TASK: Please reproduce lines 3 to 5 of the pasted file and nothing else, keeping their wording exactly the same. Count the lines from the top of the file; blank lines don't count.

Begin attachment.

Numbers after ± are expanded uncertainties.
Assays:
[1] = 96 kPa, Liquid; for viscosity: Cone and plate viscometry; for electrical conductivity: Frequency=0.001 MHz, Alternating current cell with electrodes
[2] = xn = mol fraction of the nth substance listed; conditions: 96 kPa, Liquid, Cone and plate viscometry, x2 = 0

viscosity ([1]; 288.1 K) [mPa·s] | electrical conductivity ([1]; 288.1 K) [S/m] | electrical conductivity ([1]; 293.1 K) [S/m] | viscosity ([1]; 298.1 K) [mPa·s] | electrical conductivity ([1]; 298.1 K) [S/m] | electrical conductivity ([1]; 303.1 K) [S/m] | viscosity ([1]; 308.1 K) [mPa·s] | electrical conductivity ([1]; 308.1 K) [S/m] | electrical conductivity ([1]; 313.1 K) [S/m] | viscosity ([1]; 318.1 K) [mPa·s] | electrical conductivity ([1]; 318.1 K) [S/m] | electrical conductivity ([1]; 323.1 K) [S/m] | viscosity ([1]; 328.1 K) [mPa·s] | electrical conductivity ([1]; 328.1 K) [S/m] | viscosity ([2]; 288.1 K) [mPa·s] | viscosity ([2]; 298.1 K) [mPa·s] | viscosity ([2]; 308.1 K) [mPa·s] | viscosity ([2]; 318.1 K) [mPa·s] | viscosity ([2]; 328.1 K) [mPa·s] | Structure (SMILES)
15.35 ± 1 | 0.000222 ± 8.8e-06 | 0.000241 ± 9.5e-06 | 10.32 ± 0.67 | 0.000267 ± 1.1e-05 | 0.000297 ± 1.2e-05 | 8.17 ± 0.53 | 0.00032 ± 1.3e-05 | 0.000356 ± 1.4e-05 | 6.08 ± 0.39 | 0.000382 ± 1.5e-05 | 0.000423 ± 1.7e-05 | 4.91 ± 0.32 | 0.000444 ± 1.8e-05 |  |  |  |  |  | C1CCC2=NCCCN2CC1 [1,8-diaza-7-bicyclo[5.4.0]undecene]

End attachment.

[1] = 96 kPa, Liquid; for viscosity: Cone and plate viscometry; for electrical conductivity: Frequency=0.001 MHz, Alternating current cell with electrodes
[2] = xn = mol fraction of the nth substance listed; conditions: 96 kPa, Liquid, Cone and plate viscometry, x2 = 0

viscosity ([1]; 288.1 K) [mPa·s] | electrical conductivity ([1]; 288.1 K) [S/m] | electrical conductivity ([1]; 293.1 K) [S/m] | viscosity ([1]; 298.1 K) [mPa·s] | electrical conductivity ([1]; 298.1 K) [S/m] | electrical conductivity ([1]; 303.1 K) [S/m] | viscosity ([1]; 308.1 K) [mPa·s] | electrical conductivity ([1]; 308.1 K) [S/m] | electrical conductivity ([1]; 313.1 K) [S/m] | viscosity ([1]; 318.1 K) [mPa·s] | electrical conductivity ([1]; 318.1 K) [S/m] | electrical conductivity ([1]; 323.1 K) [S/m] | viscosity ([1]; 328.1 K) [mPa·s] | electrical conductivity ([1]; 328.1 K) [S/m] | viscosity ([2]; 288.1 K) [mPa·s] | viscosity ([2]; 298.1 K) [mPa·s] | viscosity ([2]; 308.1 K) [mPa·s] | viscosity ([2]; 318.1 K) [mPa·s] | viscosity ([2]; 328.1 K) [mPa·s] | Structure (SMILES)